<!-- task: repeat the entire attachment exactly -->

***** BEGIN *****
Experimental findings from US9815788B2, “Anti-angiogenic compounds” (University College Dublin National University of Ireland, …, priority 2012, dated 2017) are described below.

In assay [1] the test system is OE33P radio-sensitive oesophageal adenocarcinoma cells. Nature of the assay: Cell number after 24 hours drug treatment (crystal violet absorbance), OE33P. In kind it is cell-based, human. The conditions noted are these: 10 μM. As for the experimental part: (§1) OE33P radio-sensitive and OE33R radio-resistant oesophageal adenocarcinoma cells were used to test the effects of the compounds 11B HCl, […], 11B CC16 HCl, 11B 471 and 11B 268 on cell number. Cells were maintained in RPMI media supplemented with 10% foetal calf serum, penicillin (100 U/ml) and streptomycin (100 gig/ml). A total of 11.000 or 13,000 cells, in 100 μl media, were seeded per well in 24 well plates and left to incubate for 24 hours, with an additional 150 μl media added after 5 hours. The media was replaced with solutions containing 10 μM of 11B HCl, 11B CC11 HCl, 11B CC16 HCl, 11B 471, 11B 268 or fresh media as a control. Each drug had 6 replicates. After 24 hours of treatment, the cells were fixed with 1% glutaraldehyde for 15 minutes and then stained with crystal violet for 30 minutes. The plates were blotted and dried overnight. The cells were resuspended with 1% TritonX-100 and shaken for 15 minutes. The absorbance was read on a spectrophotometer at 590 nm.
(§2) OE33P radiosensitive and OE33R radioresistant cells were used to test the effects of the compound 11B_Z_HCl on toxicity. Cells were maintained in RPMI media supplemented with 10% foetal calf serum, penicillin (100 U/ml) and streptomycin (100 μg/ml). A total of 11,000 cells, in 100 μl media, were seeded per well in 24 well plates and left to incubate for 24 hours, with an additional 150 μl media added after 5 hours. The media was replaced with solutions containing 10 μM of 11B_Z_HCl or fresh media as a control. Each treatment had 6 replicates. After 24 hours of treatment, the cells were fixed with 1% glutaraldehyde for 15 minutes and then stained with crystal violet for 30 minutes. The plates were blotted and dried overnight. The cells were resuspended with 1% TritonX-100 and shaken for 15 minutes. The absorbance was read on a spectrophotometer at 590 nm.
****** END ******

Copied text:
Experimental findings from US9815788B2, “Anti-angiogenic compounds” (University College Dublin National University of Ireland, …, priority 2012, dated 2017) are described below.

In assay [1] the test system is OE33P radio-sensitive oesophageal adenocarcinoma cells. Nature of the assay: Cell number after 24 hours drug treatment (crystal violet absorbance), OE33P. In kind it is cell-based, human. The conditions noted are these: 10 μM. As for the experimental part: (§1) OE33P radio-sensitive and OE33R radio-resistant oesophageal adenocarcinoma cells were used to test the effects of the compounds 11B HCl, […], 11B CC16 HCl, 11B 471 and 11B 268 on cell number. Cells were maintained in RPMI media supplemented with 10% foetal calf serum, penicillin (100 U/ml) and streptomycin (100 gig/ml). A total of 11.000 or 13,000 cells, in 100 μl media, were seeded per well in 24 well plates and left to incubate for 24 hours, with an additional 150 μl media added after 5 hours. The media was replaced with solutions containing 10 μM of 11B HCl, 11B CC11 HCl, 11B CC16 HCl, 11B 471, 11B 268 or fresh media as a control. Each drug had 6 replicates. After 24 hours of treatment, the cells were fixed with 1% glutaraldehyde for 15 minutes and then stained with crystal violet for 30 minutes. The plates were blotted and dried overnight. The cells were resuspended with 1% TritonX-100 and shaken for 15 minutes. The absorbance was read on a spectrophotometer at 590 nm.
(§2) OE33P radiosensitive and OE33R radioresistant cells were used to test the effects of the compound 11B_Z_HCl on toxicity. Cells were maintained in RPMI media supplemented with 10% foetal calf serum, penicillin (100 U/ml) and streptomycin (100 μg/ml). A total of 11,000 cells, in 100 μl media, were seeded per well in 24 well plates and left to incubate for 24 hours, with an additional 150 μl media added after 5 hours. The media was replaced with solutions containing 10 μM of 11B_Z_HCl or fresh media as a control. Each treatment had 6 replicates. After 24 hours of treatment, the cells were fixed with 1% glutaraldehyde for 15 minutes and then stained with crystal violet for 30 minutes. The plates were blotted and dried overnight. The cells were resuspended with 1% TritonX-100 and shaken for 15 minutes. The absorbance was read on a spectrophotometer at 590 nm.